Hiking and walking are by far the most popular activities in the Regional Parks. With more than 140 miles of trails leading to beaches, mountains, forests, meadows and lakes, it's easy to discover why Sonoma County is so special. We have trails for all types of adventurers, from paved paths for easy walks to wilderness trails for more strenuous treks.

Our activities calendar lists all of our upcoming guided hikes. To hike on your own, visit our Find a Park page and search for parks with trails, then go to the individual park pages to view or print trail maps. 

Remember, dogs on leash are allowed on all trails except those in Shiloh Ranch Regional Park.

Easy trails

A few of our favorite easy trails are in Sonoma Valley, Crane Creek, Riverfront, Spring Lake and Foothill regional parks as well as our new Laguna de Santa Rosa Trail. We consider easy trails to be under 3 miles and relatively flat, with plenty of room to walk side by side with a companion. These trails are good for people starting a fitness routine, families with children or anyone interested in a not-too-strenuous outing.

Moderate trails

For hikes requiring more effort, we like Taylor Mountain, Helen Putnam, Tolay Lake and Shiloh regional parks and the Pinnacle and Shorttail Gulch trails. We consider moderate-level trails to be 3 to 5 miles long with uneven surfaces, varied terrain and elevation gains. Many moderate-level hikes can be created by walking several shorter looped trails within a park.

Challenging trails

Hood Mountain Regional Park features our most challenging trails. The park's trail system totals 19 miles and includes an elevation gain of more than 1,000 feet. The payoff is a jaw-dropping view of Sonoma Valley. Shiloh Ranch also offers challenging hikes in its trail loops, and the climb to the top of Taylor Mountain is a fairly strenuous endeavor. Challenging trails are those that are 5 miles or longer or feature steep climbs or rugged terrain. These hikes are for experienced hikers in good physical condition.

Wildflower Walks

Sonoma County parks are covered with colorful blooms each spring, and our annual wildflower walks are a wonderful opportunity to learn more about these beautiful displays. The walks are scheduled for Saturdays from March 22 through May 3. The walks are free and led by Regional Parks volunteer Phil Dean, a Master Gardener who will identify wild plants, discuss the impact of the drought on this year's flower displays, and share stories specific to the vegetation in each park. All walks start at 10 a.m., last about two hours, and have an easy pace. The exception is the Hood Mountain hike, which starts at 8 a.m., ends about 1 p.m., and is a strenuous outing.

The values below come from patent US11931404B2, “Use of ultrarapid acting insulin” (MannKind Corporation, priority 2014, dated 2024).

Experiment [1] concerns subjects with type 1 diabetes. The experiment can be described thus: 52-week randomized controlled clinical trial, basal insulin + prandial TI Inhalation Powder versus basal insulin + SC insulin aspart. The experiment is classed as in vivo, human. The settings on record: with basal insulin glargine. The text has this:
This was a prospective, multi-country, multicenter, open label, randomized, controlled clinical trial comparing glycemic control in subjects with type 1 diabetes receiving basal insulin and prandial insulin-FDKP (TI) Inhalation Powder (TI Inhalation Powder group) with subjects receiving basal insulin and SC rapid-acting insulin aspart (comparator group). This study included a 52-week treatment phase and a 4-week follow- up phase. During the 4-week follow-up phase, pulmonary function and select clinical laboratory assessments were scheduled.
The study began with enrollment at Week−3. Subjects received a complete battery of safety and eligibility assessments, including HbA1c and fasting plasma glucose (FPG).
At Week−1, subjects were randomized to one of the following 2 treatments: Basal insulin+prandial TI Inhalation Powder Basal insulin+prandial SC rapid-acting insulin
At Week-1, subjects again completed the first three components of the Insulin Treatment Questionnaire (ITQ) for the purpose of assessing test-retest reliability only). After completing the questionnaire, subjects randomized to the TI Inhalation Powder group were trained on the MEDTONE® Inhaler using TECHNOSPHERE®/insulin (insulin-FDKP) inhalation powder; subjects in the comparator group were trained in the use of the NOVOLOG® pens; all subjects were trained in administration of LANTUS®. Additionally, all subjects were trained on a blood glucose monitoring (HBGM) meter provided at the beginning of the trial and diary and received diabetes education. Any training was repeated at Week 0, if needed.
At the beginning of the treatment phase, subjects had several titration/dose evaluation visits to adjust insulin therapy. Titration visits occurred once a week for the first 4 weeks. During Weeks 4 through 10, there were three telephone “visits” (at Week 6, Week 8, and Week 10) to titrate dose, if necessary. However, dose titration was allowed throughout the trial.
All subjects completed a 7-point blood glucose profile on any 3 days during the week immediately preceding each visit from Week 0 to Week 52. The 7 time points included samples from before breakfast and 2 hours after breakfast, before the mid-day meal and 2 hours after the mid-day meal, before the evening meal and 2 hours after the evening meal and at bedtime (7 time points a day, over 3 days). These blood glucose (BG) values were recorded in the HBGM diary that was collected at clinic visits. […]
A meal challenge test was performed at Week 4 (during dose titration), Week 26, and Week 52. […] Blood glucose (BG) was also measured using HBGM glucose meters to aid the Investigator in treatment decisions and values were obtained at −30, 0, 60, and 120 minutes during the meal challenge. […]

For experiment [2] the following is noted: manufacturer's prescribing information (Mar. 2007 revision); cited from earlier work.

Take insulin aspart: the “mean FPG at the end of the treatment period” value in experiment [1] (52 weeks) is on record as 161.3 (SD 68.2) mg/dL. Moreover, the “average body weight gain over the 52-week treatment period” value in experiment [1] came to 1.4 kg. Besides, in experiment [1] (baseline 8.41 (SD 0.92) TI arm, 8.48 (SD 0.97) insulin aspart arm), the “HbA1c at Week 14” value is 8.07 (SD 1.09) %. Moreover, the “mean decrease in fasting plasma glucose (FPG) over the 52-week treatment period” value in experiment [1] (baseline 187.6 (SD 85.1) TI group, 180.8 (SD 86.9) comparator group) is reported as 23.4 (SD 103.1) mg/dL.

Parks Celebration Hikes

Regional Parks is happy to present Parks Celebration 2014, dozens of free adventures in Sonoma County's parks and open spaces from Earth Day through Memorial Day! We have a variety of special hikes planned for Parks Celebration. You can join rangers and naturalists on bird walks at Riverfront and Spring Lake parks, a history hike at Taylor Mountain, a geology hike at Foothill and a watershed hike at Spring Lake. Visit our activities calendar to find your next hike.

Tolay Lake Hikes

Rangers at Tolay Lake Regional Park lead regular hikes through this special park in the hills east of Petaluma. Tolay is rich in cultural resources, having been inhabited by American Indians, California pioneers, immigrant farmers and present-day ranchers. As we develop a master plan for this park, public access is limited to these guided hikes or to those who attend a free one-hour orientation at the park and obtain a use permit. 

Staying Healthy and Safe on Trails

  • Wear sturdy shoes. Dessing in layers is best because Sonoma County has many microclimates. Don’t forget to apply sunscreen and pack a hat and sunglasses. 
  • Bring water for everyone in your party and a high-energy snack or lunch, depending on the length of your hike. If you're hiking with your dog, be sure you have water for him. 
  • Hike with a companion, if possible. If not, be sure to let someone know where you plan to hike and when you expect to return.
  • Stay on marked trails at all times.
  • Carry your cell phone and a map of the park.
  • When you complete your hike, check yourself and your dog for ticks.

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